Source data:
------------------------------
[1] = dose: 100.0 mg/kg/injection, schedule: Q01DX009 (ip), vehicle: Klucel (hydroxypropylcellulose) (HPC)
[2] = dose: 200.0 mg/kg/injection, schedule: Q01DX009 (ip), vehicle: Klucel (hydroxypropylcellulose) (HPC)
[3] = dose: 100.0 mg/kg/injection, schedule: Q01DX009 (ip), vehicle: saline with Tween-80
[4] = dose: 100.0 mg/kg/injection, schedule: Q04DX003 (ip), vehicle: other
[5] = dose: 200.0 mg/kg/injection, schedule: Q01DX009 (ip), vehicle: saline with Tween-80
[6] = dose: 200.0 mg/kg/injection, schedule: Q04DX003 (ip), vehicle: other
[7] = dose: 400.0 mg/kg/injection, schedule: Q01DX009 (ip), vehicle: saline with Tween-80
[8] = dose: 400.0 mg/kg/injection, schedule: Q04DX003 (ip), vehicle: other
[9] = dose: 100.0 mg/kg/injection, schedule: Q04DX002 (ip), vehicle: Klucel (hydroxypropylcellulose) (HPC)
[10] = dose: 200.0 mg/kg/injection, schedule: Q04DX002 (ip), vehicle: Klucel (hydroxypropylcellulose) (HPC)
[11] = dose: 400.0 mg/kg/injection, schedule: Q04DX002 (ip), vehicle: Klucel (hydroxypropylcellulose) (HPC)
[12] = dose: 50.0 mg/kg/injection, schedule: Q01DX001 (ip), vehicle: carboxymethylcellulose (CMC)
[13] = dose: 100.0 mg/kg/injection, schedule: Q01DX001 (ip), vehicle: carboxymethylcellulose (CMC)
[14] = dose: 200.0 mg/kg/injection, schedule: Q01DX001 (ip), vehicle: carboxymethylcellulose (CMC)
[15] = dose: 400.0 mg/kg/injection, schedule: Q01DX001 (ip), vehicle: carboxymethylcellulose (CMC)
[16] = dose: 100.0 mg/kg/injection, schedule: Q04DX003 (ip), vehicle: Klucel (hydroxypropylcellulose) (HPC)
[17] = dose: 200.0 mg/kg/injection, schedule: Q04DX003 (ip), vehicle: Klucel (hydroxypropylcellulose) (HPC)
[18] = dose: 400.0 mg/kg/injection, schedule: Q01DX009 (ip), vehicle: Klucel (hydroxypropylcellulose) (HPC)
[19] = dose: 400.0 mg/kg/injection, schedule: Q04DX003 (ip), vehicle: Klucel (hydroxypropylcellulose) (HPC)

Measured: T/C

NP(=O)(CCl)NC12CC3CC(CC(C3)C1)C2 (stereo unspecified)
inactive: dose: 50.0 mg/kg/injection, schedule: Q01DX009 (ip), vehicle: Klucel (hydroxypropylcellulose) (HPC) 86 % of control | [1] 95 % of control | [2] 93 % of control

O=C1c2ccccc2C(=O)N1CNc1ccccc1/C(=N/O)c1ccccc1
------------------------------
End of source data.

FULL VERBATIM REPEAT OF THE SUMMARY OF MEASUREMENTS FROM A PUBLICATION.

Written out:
[1] = dose: 100.0 mg/kg/injection, schedule: Q01DX009 (ip), vehicle: Klucel (hydroxypropylcellulose) (HPC)
[2] = dose: 200.0 mg/kg/injection, schedule: Q01DX009 (ip), vehicle: Klucel (hydroxypropylcellulose) (HPC)
[3] = dose: 100.0 mg/kg/injection, schedule: Q01DX009 (ip), vehicle: saline with Tween-80
[4] = dose: 100.0 mg/kg/injection, schedule: Q04DX003 (ip), vehicle: other
[5] = dose: 200.0 mg/kg/injection, schedule: Q01DX009 (ip), vehicle: saline with Tween-80
[6] = dose: 200.0 mg/kg/injection, schedule: Q04DX003 (ip), vehicle: other
[7] = dose: 400.0 mg/kg/injection, schedule: Q01DX009 (ip), vehicle: saline with Tween-80
[8] = dose: 400.0 mg/kg/injection, schedule: Q04DX003 (ip), vehicle: other
[9] = dose: 100.0 mg/kg/injection, schedule: Q04DX002 (ip), vehicle: Klucel (hydroxypropylcellulose) (HPC)
[10] = dose: 200.0 mg/kg/injection, schedule: Q04DX002 (ip), vehicle: Klucel (hydroxypropylcellulose) (HPC)
[11] = dose: 400.0 mg/kg/injection, schedule: Q04DX002 (ip), vehicle: Klucel (hydroxypropylcellulose) (HPC)
[12] = dose: 50.0 mg/kg/injection, schedule: Q01DX001 (ip), vehicle: carboxymethylcellulose (CMC)
[13] = dose: 100.0 mg/kg/injection, schedule: Q01DX001 (ip), vehicle: carboxymethylcellulose (CMC)
[14] = dose: 200.0 mg/kg/injection, schedule: Q01DX001 (ip), vehicle: carboxymethylcellulose (CMC)
[15] = dose: 400.0 mg/kg/injection, schedule: Q01DX001 (ip), vehicle: carboxymethylcellulose (CMC)
[16] = dose: 100.0 mg/kg/injection, schedule: Q04DX003 (ip), vehicle: Klucel (hydroxypropylcellulose) (HPC)
[17] = dose: 200.0 mg/kg/injection, schedule: Q04DX003 (ip), vehicle: Klucel (hydroxypropylcellulose) (HPC)
[18] = dose: 400.0 mg/kg/injection, schedule: Q01DX009 (ip), vehicle: Klucel (hydroxypropylcellulose) (HPC)
[19] = dose: 400.0 mg/kg/injection, schedule: Q04DX003 (ip), vehicle: Klucel (hydroxypropylcellulose) (HPC)

Measured: T/C

NP(=O)(CCl)NC12CC3CC(CC(C3)C1)C2 (stereo unspecified)
inactive: dose: 50.0 mg/kg/injection, schedule: Q01DX009 (ip), vehicle: Klucel (hydroxypropylcellulose) (HPC) 86 % of control | [1] 95 % of control | [2] 93 % of control

O=C1c2ccccc2C(=O)N1CNc1ccccc1/C(=N/O)c1ccccc1